Croatia's Top Producers Upbeat as Harvest Nears

As fall rolls in, several Croatian producers say the conditions look good for another award-winning year.

Harvest at Salvela
Sep. 25, 2018
By Daniel Dawson
Harvest at Salvela

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Croa­t­ian olive oil pro­duc­ers enjoyed an unprece­dent­edly suc­cess­ful year at the 2018 NYIOOC World Inter­na­tional Olive Oil Com­pe­ti­tion (NYIOOC), receiv­ing a record 40 awards for 45 entries, includ­ing two Best in Class.

Their suc­cess rate of 89 per­cent was the high­est of any coun­try that sub­mit­ted at least 10 oils in the 2018 edi­tion of the com­pe­ti­tion. Croa­t­ian pro­duc­ers also set records for Gold and Sil­ver awards received.
See more: The Best Olive Oils from Croa­tia

Olive oil pro­duc­tion is a con­stant chal­lenge whose ulti­mate goal is to achieve the utmost qual­ity,” Mar­ija Buršić, of Buršić OPG, told Olive Oil Times. This year Buršić achieved just that, receiv­ing a Best in Class for her De Kleva blend.

De Kleva is a com­bi­na­tion of five types of olives: the Istrian bjel­ica, Buža, Fran­toio, Lec­cino and Pen­dolino,” she said. It is rich in polyphe­nols and antiox­i­dants that are good for our health.”

Buršić’s De Kleva had pre­vi­ously won a Gold at the com­pe­ti­tion and she plans to sub­mit it again next year. She cred­ited the oil’s suc­cess to both her family’s cul­ti­va­tion tech­niques and the unique loca­tion of their olive groves, a famil­iar theme among Croa­t­ian pro­duc­ers.


Nature is a very impor­tant part­ner in pro­duc­tion,” Buršić said. Nova Vas, with its undu­lat­ing and sunny hills that veer towards the river, has always been, in its own spe­cial way, ideal for olive pro­duc­tion. The con­di­tions are excep­tional: nat­u­rally diverse olive groves, an ideal ter­rain and an opti­mal micro­cli­mate.”

Harvest at Salvela

While Buršić did not say how her har­vest is going this year com­pared with pre­vi­ous ones, sev­eral other pro­duc­ers who took home some of the competition’s top hon­ors are opti­mistic that this year will be just as good as the last one.

This year looks great for us,” Vedrana Rako­vac, the owner of OPG Rako­vac, told Olive Oil Times. Rako­vac took home a Gold award for her Bilini blend. Her Gold was one of 27 awarded to Croa­t­ian pro­duc­ers at the 2018 NYIOOC.

The fruit is healthy and abun­dant. It’s been a great year for the Istrian cul­ti­var, Buža, which is very promis­ing since Buža pro­vides oil of extra­or­di­nary qual­ity,” she said. This might be a fan­tas­tic year for our Bilini extra vir­gin olive oil.”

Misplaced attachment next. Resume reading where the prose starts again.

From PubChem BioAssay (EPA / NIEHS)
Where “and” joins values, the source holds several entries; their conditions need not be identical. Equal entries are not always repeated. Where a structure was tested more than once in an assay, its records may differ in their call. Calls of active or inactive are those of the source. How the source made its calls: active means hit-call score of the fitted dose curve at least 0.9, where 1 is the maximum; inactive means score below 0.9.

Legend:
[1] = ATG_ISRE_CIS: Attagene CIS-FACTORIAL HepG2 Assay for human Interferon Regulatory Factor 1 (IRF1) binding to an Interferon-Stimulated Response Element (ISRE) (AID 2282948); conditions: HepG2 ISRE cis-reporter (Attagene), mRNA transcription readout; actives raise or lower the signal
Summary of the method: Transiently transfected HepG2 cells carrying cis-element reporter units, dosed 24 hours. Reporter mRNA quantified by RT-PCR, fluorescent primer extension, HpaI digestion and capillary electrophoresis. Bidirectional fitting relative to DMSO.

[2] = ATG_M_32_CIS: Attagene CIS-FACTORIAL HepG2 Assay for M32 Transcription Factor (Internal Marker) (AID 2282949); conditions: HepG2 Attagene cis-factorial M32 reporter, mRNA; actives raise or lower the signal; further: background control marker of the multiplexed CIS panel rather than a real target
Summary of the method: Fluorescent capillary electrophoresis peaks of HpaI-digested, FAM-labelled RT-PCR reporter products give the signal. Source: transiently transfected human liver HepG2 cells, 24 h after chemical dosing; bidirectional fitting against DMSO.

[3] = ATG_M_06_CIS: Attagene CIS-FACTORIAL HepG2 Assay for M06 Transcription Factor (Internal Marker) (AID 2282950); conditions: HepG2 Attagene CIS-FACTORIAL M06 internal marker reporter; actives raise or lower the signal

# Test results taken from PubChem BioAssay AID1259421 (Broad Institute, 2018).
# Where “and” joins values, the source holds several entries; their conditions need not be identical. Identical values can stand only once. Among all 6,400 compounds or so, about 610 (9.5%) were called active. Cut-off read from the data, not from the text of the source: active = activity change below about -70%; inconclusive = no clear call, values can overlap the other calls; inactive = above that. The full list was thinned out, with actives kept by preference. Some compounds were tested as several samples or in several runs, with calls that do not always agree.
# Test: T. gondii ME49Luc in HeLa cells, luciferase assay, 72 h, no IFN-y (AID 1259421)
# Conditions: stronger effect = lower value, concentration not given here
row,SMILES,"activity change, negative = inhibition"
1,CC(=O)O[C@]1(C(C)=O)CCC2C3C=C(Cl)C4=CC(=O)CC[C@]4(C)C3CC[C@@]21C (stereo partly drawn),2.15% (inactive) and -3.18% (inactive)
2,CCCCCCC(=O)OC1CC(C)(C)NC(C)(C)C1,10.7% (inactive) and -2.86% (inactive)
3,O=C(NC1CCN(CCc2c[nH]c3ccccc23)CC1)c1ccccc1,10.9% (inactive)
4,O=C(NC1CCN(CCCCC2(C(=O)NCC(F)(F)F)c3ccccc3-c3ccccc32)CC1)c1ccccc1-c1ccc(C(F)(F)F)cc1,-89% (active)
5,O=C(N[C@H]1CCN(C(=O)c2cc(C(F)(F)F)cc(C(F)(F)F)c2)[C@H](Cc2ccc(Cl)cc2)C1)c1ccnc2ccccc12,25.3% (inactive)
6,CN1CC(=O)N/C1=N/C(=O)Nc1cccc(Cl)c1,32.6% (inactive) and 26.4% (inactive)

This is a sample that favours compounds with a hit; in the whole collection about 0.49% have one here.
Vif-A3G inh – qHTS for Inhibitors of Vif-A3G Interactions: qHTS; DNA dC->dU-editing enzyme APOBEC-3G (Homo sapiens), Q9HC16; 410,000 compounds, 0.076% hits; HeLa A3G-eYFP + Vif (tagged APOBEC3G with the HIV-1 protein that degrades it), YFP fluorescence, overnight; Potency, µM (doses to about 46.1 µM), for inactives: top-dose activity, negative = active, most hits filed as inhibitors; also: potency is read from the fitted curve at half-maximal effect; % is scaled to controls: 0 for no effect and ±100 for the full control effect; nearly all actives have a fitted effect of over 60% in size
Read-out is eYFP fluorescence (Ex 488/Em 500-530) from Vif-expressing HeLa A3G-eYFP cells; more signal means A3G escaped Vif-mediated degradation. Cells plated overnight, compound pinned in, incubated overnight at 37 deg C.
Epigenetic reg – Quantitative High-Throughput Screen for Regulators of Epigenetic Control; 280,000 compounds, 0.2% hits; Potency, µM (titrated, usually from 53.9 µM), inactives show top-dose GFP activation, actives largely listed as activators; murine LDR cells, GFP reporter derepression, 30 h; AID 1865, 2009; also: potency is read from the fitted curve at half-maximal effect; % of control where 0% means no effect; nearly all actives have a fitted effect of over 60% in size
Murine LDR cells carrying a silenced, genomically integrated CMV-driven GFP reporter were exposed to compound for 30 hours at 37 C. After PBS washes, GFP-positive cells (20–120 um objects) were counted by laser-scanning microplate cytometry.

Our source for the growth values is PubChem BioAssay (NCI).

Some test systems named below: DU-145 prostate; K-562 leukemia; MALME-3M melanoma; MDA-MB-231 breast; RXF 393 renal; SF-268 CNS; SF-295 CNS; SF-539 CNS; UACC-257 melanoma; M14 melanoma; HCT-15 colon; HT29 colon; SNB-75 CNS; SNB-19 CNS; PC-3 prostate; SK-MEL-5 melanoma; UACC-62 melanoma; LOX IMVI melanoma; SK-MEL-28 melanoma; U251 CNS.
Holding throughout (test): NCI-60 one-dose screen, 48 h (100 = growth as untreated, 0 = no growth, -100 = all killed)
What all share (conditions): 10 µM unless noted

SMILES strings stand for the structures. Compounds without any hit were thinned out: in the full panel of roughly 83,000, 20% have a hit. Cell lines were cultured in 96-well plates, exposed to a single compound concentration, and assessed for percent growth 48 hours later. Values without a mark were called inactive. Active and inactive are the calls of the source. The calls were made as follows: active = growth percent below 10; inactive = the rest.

This year was Rakovac’s first time enter­ing the NYIOOC. Her Bilini had pre­vi­ously won awards at sev­eral Croa­t­ian olive oil com­pe­ti­tions and she felt that enter­ing an inter­na­tional com­pe­ti­tion with the pedi­gree of the NYIOOC was the next log­i­cal step for her brand.

Vedrana Rakovac and family

Rako­vac plans to enter the com­pe­ti­tion again next year and, just like this year, will only sub­mit her Bilini. She is con­fi­dent that her oil will win again due to the com­bi­na­tion of her loca­tion, vari­etals and pro­duc­tion tech­niques.

We believe that our Bilini extra vir­gin olive oil’s secret ingre­di­ent’ is the micro-loca­tion of our olive groves, as well as the share of indi­vid­ual cul­ti­vars which give a unique taste to our blend,” Rako­vac said. Loca­tion wise, our olive groves are posi­tioned on the very edge of the olive’s nat­ural habi­tat, which tends to extract the best from them.”

Edi Družetić is also con­fi­dent about the com­ing har­vest year. He is an olive oil pro­ducer at Agro­pro­dukt, which has sub­mit­ted their Salvela Buža extra vir­gin olive oil for the past six years and won Gold for the oil in each of the past three.

I expect this year’s har­vest to be quite good, just like the last few years were,” he told Olive Oil Times. Družetić also attrib­utes the unique micro­cli­mate in the region of Istria to the suc­cess of Agroprodukt’s oils.


The impor­tant dif­fer­ence from our Salvela Buža com­pared with other oils is the vari­etal, which only grows in the south of Istria and has par­tic­u­larly nat­ural aro­matic val­ues,” he said.

Družetić said Agro­pro­dukt plans on enter­ing the com­pe­ti­tion next year too and hopes to win more awards with their Salvela Buža and Tor­col, which did not receive any awards at the 2018 NYIOOC.

We will cer­tainly be present for next year’s com­pe­ti­tion, to con­firm the sta­tus of our oils,” he said.

Accord­ing to the Inter­na­tional Olive Coun­cil, Croa­tia pro­duced 5,000 tons of olive oil last year, mak­ing the small east­ern Euro­pean coun­try the eigh­teenth largest pro­ducer glob­ally. How­ever, this har­vest sea­son is an off-year and, so far, the esti­mated yield is 2,600 tons. Despite its rel­a­tively small out­put, the qual­ity of Croa­t­ian olive oils con­tin­ues to be world-renowned.

Most pro­duc­ers focus on qual­ity over quan­tity. The com­ing months are, there­fore, key for pro­duc­ers hop­ing to con­tinue their impres­sive track record at the 2019 NYIOOC.

Each year’s har­vest is dif­fer­ent because of the weather influ­ence and there­fore chal­leng­ing,” Vedran Lupić of OPG Lupić, told Olive Oil Times.

Lupić and her hus­band won Croatia’s other Best in Class award for their Bembo Buža extra vir­gin olive oil. She said that pro­duc­ing award-win­ning oil is the cul­mi­na­tion of care­ful har­vest­ing and high-qual­ity and good luck with the weather the weather, which Croa­tia has largely had this sum­mer.

To ensure a high-qual­ity prod­uct, we fol­low year-round ten­der­ing and mod­ern agro-tech­ni­cal meth­ods, with spe­cial atten­tion given to hand har­vest­ing in mid-Octo­ber, thereby elim­i­nat­ing and reduc­ing dam­age to the fruit,” she said.

To prove to our­selves that we have done a good job, we need to enter this com­pe­ti­tion every year,” she added.

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